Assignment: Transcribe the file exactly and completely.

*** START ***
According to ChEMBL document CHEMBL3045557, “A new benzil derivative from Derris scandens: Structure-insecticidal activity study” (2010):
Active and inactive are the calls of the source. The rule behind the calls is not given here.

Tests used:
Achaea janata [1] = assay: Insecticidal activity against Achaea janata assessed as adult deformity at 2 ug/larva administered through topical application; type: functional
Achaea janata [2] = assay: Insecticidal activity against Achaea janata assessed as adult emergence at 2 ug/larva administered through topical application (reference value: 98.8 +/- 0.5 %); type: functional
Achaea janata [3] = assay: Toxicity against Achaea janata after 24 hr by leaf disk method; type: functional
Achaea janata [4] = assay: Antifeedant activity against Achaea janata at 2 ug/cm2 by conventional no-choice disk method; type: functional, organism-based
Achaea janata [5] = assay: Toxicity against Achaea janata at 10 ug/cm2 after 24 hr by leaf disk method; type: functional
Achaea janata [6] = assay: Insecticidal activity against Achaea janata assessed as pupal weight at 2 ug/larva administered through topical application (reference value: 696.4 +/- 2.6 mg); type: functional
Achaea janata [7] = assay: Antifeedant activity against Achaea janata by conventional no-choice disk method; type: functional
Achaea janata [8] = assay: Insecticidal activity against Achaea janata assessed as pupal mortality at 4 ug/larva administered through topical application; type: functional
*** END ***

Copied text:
According to ChEMBL document CHEMBL3045557, “A new benzil derivative from Derris scandens: Structure-insecticidal activity study” (2010):
Active and inactive are the calls of the source. The rule behind the calls is not given here.

Tests used:
Achaea janata [1] = assay: Insecticidal activity against Achaea janata assessed as adult deformity at 2 ug/larva administered through topical application; type: functional
Achaea janata [2] = assay: Insecticidal activity against Achaea janata assessed as adult emergence at 2 ug/larva administered through topical application (reference value: 98.8 +/- 0.5 %); type: functional
Achaea janata [3] = assay: Toxicity against Achaea janata after 24 hr by leaf disk method; type: functional
Achaea janata [4] = assay: Antifeedant activity against Achaea janata at 2 ug/cm2 by conventional no-choice disk method; type: functional, organism-based
Achaea janata [5] = assay: Toxicity against Achaea janata at 10 ug/cm2 after 24 hr by leaf disk method; type: functional
Achaea janata [6] = assay: Insecticidal activity against Achaea janata assessed as pupal weight at 2 ug/larva administered through topical application (reference value: 696.4 +/- 2.6 mg); type: functional
Achaea janata [7] = assay: Antifeedant activity against Achaea janata by conventional no-choice disk method; type: functional
Achaea janata [8] = assay: Insecticidal activity against Achaea janata assessed as pupal mortality at 4 ug/larva administered through topical application; type: functional